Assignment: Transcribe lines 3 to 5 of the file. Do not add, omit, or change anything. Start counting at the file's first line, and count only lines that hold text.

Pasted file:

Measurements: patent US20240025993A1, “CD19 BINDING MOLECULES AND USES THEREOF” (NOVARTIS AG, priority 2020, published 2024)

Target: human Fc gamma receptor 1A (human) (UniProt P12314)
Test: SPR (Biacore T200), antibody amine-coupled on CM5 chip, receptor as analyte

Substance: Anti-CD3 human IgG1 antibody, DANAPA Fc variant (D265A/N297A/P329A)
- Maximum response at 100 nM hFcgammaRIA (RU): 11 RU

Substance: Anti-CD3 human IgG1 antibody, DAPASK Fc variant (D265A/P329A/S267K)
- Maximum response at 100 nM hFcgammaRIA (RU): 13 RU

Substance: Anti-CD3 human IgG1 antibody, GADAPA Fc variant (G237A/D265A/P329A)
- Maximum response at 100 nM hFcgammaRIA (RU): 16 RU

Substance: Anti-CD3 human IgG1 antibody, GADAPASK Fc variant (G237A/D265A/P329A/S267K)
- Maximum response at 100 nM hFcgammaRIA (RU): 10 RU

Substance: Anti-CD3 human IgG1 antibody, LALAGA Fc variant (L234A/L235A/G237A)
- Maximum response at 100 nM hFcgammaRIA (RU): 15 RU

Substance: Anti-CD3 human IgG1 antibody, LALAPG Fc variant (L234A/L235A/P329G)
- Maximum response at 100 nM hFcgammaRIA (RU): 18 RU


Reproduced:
Test: SPR (Biacore T200), antibody amine-coupled on CM5 chip, receptor as analyte

Substance: Anti-CD3 human IgG1 antibody, DANAPA Fc variant (D265A/N297A/P329A)
- Maximum response at 100 nM hFcgammaRIA (RU): 11 RU